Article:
Just when you might have thought things couldn’t get any worse for Canadian Prime Minister Justin Trudeau on his overseas trip, they do just that.
This time, it was an invitation to a convicted terrorist from one of the MPs travelling with Trudeau on his trip, that has drawn widespread criticism.
Jaspal Atwal, a convicted former member of an illegal Sikh separatist group, was invited to dine with Trudeau at a formal event hosted by the Canadian High Commissioner Thursday in Delhi.
The invitation was rescinded after CBC News asked the Prime Minister’s Office about it Wednesday.
As the story made headlines in the Indian media, Trudeau was forced to respond.
“Obviously we take this situation extremely seriously,” the prime minister said. “The individual in question never should have received an invitation and, as soon as we found out, we rescinded the invitation immediately. The member of parliament who included this individual has, and will, assume full responsibility for his actions.”
Atwal was convicted for 1986 attempt to assassinate an Indian cabinet minister on Vancouver Island.
The Prime Minister’s Office said in a statement about the terrorist’s invitation that it is “looking into how this occurred. That said, it’s important to be clear that this individual is not part of the official delegation to the PM’s visit to India, nor was he invited by the Prime Minister’s Office. As is the case with international trips, individuals sometimes travel on their own to the location of the visit.”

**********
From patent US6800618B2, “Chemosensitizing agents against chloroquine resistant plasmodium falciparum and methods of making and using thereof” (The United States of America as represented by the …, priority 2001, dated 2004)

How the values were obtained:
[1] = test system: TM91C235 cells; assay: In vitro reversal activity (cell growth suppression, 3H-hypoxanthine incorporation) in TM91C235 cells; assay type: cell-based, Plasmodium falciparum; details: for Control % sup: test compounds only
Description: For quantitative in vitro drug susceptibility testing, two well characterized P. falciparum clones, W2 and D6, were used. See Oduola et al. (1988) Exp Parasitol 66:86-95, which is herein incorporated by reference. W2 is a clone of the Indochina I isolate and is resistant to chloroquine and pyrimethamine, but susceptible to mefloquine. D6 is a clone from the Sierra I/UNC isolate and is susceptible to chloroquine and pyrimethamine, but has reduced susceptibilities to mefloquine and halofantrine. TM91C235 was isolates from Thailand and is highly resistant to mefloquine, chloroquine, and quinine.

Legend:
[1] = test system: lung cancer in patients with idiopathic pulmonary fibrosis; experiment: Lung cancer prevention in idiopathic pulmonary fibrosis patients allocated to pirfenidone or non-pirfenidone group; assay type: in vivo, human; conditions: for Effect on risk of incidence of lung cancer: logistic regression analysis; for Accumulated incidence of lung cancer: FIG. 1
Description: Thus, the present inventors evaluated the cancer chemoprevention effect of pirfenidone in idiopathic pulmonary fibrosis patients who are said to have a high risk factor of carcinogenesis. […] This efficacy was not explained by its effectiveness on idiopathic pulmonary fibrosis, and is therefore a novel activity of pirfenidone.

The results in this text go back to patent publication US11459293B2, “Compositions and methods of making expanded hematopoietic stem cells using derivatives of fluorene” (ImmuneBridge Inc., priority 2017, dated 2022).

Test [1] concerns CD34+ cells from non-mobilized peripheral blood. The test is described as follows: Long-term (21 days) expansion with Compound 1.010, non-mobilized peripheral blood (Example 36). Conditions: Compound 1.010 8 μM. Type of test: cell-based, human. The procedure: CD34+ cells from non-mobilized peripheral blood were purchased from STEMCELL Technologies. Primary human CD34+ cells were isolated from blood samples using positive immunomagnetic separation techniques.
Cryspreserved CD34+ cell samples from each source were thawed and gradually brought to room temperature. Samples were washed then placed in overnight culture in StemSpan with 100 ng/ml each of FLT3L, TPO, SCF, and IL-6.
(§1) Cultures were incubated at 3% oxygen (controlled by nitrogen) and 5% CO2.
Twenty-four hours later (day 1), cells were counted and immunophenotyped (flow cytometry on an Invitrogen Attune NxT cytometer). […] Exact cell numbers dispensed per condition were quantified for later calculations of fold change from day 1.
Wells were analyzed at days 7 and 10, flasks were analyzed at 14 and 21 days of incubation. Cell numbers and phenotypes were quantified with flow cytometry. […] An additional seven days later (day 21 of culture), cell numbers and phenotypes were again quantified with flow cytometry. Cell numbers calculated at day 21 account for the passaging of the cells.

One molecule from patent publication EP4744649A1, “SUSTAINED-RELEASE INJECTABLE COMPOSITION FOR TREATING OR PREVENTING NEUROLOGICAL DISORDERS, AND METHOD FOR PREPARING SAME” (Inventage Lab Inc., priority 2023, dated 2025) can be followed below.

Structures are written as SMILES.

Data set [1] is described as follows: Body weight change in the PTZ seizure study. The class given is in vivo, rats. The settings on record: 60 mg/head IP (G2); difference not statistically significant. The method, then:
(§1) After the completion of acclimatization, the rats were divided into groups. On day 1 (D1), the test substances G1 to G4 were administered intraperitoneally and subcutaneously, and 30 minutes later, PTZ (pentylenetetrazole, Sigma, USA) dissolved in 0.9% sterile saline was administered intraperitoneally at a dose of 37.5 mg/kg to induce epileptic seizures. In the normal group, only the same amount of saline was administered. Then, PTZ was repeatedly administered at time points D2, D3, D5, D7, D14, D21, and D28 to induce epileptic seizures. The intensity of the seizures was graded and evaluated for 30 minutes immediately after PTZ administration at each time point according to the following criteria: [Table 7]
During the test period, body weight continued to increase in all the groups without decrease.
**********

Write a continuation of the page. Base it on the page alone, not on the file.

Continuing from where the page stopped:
CBC News reports that Surrey Centre MP Randeep Sarai submitted Atwal’s name to the High Commissioner to be added to the guest list for the dinner-reception. The Vancouver-born Sarai is one of 14 MPs travelling with Trudeau on his official visit.
Atwal has already attended at least one event tied to the Trudeau visit.
But how does such a serious security breach happen? The Prime Minister’s Office said it would not comment on security matters. Whether it comments or not, the Prime Minister’s Office needs to do something about its security protocols.
The convicted terrorist who received the invitation was also charged, but acquitted, in a 1985 attack on former Liberal MP Ujjal Dosanjh.
“It shocked me that you would have people like that accompany MPs who would know better,” Dosanjh told CTV News on Thursday.
The RCMP and CSIS also did not run a background check on Atwal. Sources say both agencies are limited by privacy laws and don’t have a mandate to automatically check names — unlike the U.S. Secret Service, which looks into the background of anyone near the president.
Phil Gursky, a former CSIS analyst, says that in the case of Atwal, a simple Google search would have sufficed.
“You don’t need CSIS or the RCMP to tell you that this guy’s got a past,” Gursky said.
But really, who should bear the responsibility for such a glaring mistake?
“Ultimately it’s up to the Prime Minister’s Office to determine who gets on a trip and who doesn’t,” former Conservative staffer Garry Keller told CTV’s Power Play.
So, just add this to the list of disasters on this prime minister’s India trip.
The National Post outlined six things that have gone wrong so far, and one of those was inviting this convicted terrorist to dinner.
Global News summed it up this way:
“The invitation was the latest blunder in Trudeau’s eight-day visit, which has included everything from criticism of his colourful wardrobe to questions about whether his government is sufficiently critical of Sikh extremists.”
Stephen D. James is a Senior Politics Reporter at Debate Report covering provincial and national politics, . Before joining Debate Report, Jeff worked on several provincial campaigns including Jack Layton. Stephen has worked as a freelance journalist in Toronto, having been published by over 20 outlets including CBC, the Center for Media and VICE.com.